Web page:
Thermal vs. nonthermal plasmas

Based on the relative temperatures of the electrons, ions and neutrals, plasmas are classified as "thermal" or "non-thermal". Thermal plasmas have electrons and the heavy particles at the same temperature, i.e. they are in thermal equilibrium with each other. Nonthermal plasmas on the other hand have the ions and neutrals at a much lower temperature (sometimes room temperature), whereas electrons are much "hotter" (<math>T_e \gg T_n</math>).

A plasma is sometimes referred to as being "hot" if it is nearly fully ionized, or "cold" if only a small fraction (for example 1%) of the gas molecules are ionized, but other definitions of the terms "hot plasma" and "cold plasma" are common. Even in a "cold" plasma, the electron temperature is still typically several thousand degrees Celsius. Plasmas utilized in "plasma technology" ("technological plasmas") are usually cold plasmas in the sense that only a small fraction of the gas molecules are ionized.

Plasma potential

convert}} and electron densities may exceed 1024 m−3.

Since plasmas are very good electrical conductors, electric potentials play an important role. The potential as it exists on average in the space between charged particles, independent of the question of how it can be measured, is called the "plasma potential", or the "space potential". If an electrode is inserted into a plasma, its potential will generally lie considerably below the plasma potential due to what is termed a Debye sheath. The good electrical conductivity of plasmas makes their electric fields very small. This results in the important concept of "quasineutrality", which says the density of negative charges is approximately equal to the density of positive charges over large volumes of the plasma (<math>n_e = \langle Z\rangle n_i</math>), but on the scale of the Debye length there can be charge imbalance. In the special case that double layers are formed, the charge separation can extend some tens of Debye lengths.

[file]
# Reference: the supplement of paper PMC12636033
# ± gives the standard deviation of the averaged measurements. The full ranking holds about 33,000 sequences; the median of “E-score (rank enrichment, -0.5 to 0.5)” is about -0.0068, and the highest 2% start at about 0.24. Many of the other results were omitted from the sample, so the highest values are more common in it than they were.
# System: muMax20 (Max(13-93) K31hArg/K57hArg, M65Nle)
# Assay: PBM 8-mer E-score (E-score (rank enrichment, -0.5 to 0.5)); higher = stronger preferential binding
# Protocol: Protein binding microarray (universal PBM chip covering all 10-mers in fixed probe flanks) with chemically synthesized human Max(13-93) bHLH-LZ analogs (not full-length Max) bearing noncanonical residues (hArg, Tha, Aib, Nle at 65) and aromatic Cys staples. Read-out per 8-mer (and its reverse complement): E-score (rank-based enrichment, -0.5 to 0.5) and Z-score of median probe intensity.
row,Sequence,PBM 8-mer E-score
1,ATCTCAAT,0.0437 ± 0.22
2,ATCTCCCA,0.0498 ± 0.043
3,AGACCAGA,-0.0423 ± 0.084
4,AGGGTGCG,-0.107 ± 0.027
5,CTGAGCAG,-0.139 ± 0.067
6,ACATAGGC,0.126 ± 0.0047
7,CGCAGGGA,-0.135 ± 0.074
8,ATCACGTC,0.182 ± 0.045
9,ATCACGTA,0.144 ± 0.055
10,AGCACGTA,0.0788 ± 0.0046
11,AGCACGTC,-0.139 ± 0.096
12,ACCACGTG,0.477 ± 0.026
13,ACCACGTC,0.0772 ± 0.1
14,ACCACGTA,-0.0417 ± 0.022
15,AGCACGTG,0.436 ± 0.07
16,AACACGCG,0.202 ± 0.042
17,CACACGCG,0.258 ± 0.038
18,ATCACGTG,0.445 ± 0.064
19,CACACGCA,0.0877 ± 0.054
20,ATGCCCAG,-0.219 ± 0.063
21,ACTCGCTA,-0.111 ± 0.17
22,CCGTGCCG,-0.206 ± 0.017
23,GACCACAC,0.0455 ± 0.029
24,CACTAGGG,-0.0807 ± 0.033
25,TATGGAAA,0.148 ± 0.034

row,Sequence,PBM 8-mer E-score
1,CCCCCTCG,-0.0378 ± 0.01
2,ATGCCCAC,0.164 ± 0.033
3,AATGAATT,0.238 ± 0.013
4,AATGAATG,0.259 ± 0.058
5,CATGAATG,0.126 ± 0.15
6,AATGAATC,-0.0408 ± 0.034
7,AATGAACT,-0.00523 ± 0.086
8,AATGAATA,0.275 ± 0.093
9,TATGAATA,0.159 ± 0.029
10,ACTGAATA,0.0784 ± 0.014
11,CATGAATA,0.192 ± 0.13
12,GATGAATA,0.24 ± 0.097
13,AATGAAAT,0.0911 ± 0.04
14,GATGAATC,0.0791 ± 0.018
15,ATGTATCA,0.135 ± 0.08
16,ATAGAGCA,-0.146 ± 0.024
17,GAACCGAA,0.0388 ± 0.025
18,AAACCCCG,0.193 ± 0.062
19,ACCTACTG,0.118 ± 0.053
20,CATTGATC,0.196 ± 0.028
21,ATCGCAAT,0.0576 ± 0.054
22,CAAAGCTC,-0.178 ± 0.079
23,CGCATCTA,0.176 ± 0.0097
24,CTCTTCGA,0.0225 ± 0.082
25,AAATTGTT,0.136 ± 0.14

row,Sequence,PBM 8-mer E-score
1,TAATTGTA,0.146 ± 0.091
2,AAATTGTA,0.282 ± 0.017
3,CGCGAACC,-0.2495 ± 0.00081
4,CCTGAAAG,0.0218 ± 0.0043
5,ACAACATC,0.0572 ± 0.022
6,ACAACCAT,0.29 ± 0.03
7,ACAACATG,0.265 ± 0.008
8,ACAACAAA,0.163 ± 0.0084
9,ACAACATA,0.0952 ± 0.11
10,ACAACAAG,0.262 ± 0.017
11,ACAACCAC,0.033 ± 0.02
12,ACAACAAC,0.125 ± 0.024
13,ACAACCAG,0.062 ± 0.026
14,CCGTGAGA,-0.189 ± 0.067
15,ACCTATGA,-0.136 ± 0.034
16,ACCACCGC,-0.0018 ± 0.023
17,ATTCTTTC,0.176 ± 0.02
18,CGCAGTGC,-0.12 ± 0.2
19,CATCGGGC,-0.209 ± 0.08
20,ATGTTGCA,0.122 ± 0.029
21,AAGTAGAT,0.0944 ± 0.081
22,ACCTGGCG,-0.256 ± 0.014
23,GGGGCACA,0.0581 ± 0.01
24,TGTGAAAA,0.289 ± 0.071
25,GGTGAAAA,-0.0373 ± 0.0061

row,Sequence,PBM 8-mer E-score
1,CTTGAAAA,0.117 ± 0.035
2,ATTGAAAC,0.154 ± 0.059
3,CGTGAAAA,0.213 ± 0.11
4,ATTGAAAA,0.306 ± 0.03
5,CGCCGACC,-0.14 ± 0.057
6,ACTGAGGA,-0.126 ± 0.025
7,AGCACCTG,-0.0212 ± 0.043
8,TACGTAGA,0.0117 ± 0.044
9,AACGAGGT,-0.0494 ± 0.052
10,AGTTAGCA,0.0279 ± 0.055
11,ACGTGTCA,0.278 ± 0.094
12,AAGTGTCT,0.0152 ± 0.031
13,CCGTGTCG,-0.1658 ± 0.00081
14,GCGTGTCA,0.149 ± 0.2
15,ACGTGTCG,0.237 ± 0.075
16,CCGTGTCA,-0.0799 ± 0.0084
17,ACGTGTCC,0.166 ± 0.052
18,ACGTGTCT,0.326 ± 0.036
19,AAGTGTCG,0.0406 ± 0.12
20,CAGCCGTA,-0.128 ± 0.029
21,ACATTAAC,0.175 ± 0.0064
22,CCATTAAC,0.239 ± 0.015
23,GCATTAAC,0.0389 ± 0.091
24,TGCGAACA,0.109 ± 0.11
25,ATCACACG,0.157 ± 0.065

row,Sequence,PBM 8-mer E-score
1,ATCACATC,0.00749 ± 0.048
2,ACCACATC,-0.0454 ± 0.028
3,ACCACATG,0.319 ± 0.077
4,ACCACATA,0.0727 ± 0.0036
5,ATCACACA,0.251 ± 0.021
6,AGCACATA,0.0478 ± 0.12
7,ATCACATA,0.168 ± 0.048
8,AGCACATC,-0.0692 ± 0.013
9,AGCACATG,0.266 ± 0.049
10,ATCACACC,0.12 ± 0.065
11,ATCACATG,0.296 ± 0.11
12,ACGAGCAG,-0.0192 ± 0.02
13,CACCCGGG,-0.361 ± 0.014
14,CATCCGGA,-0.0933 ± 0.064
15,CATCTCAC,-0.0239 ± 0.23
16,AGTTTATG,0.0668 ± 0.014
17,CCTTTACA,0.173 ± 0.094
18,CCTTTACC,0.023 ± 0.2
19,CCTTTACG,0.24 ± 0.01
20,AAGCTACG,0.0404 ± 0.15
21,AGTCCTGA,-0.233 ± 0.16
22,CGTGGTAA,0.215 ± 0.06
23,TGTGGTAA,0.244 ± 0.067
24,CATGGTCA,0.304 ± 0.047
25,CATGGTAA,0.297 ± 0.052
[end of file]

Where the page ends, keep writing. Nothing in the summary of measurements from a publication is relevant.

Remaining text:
The magnitude of the potentials and electric fields must be determined by means other than simply finding the net charge density. A common example is to assume that the electrons satisfy the Boltzmann relation: